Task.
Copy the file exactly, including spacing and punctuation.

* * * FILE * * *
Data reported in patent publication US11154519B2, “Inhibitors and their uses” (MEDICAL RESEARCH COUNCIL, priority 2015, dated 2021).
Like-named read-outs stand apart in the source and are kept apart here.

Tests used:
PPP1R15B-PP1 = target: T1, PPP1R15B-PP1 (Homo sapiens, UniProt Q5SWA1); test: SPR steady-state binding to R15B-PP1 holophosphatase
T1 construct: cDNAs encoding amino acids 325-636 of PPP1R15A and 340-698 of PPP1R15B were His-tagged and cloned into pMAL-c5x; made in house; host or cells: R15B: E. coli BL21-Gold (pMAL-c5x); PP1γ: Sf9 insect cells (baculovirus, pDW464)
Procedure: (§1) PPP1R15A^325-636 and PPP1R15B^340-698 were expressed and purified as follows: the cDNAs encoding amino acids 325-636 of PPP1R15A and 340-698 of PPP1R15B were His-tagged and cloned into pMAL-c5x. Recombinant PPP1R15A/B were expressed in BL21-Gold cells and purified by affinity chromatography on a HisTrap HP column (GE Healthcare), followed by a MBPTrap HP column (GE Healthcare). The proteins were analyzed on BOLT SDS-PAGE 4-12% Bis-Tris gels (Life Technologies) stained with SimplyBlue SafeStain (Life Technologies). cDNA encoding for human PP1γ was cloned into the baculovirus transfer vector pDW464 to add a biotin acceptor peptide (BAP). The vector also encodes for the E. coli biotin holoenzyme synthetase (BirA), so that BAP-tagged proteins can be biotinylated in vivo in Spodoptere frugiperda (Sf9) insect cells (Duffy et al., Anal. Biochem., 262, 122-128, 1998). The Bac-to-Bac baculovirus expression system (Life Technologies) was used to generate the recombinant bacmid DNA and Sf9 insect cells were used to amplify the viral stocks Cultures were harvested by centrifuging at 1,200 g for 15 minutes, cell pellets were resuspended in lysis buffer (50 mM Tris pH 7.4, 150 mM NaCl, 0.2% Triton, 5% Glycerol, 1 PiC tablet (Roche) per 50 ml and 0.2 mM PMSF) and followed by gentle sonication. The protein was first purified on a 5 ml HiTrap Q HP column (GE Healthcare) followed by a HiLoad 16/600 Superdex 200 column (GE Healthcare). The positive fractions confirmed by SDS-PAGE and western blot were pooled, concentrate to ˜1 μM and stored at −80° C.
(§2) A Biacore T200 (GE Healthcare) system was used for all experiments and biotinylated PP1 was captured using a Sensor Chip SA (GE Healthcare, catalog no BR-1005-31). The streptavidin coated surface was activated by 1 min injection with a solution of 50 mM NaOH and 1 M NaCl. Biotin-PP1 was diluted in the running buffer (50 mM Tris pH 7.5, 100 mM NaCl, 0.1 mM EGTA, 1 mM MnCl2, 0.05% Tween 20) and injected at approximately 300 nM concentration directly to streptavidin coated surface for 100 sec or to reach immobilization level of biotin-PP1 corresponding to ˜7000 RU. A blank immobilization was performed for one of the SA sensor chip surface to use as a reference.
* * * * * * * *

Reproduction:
Data reported in patent publication US11154519B2, “Inhibitors and their uses” (MEDICAL RESEARCH COUNCIL, priority 2015, dated 2021).
Like-named read-outs stand apart in the source and are kept apart here.

Tests used:
PPP1R15B-PP1 = target: T1, PPP1R15B-PP1 (Homo sapiens, UniProt Q5SWA1); test: SPR steady-state binding to R15B-PP1 holophosphatase
T1 construct: cDNAs encoding amino acids 325-636 of PPP1R15A and 340-698 of PPP1R15B were His-tagged and cloned into pMAL-c5x; made in house; host or cells: R15B: E. coli BL21-Gold (pMAL-c5x); PP1γ: Sf9 insect cells (baculovirus, pDW464)
Procedure: (§1) PPP1R15A^325-636 and PPP1R15B^340-698 were expressed and purified as follows: the cDNAs encoding amino acids 325-636 of PPP1R15A and 340-698 of PPP1R15B were His-tagged and cloned into pMAL-c5x. Recombinant PPP1R15A/B were expressed in BL21-Gold cells and purified by affinity chromatography on a HisTrap HP column (GE Healthcare), followed by a MBPTrap HP column (GE Healthcare). The proteins were analyzed on BOLT SDS-PAGE 4-12% Bis-Tris gels (Life Technologies) stained with SimplyBlue SafeStain (Life Technologies). cDNA encoding for human PP1γ was cloned into the baculovirus transfer vector pDW464 to add a biotin acceptor peptide (BAP). The vector also encodes for the E. coli biotin holoenzyme synthetase (BirA), so that BAP-tagged proteins can be biotinylated in vivo in Spodoptere frugiperda (Sf9) insect cells (Duffy et al., Anal. Biochem., 262, 122-128, 1998). The Bac-to-Bac baculovirus expression system (Life Technologies) was used to generate the recombinant bacmid DNA and Sf9 insect cells were used to amplify the viral stocks Cultures were harvested by centrifuging at 1,200 g for 15 minutes, cell pellets were resuspended in lysis buffer (50 mM Tris pH 7.4, 150 mM NaCl, 0.2% Triton, 5% Glycerol, 1 PiC tablet (Roche) per 50 ml and 0.2 mM PMSF) and followed by gentle sonication. The protein was first purified on a 5 ml HiTrap Q HP column (GE Healthcare) followed by a HiLoad 16/600 Superdex 200 column (GE Healthcare). The positive fractions confirmed by SDS-PAGE and western blot were pooled, concentrate to ˜1 μM and stored at −80° C.
(§2) A Biacore T200 (GE Healthcare) system was used for all experiments and biotinylated PP1 was captured using a Sensor Chip SA (GE Healthcare, catalog no BR-1005-31). The streptavidin coated surface was activated by 1 min injection with a solution of 50 mM NaOH and 1 M NaCl. Biotin-PP1 was diluted in the running buffer (50 mM Tris pH 7.5, 100 mM NaCl, 0.1 mM EGTA, 1 mM MnCl2, 0.05% Tween 20) and injected at approximately 300 nM concentration directly to streptavidin coated surface for 100 sec or to reach immobilization level of biotin-PP1 corresponding to ˜7000 RU. A blank immobilization was performed for one of the SA sensor chip surface to use as a reference.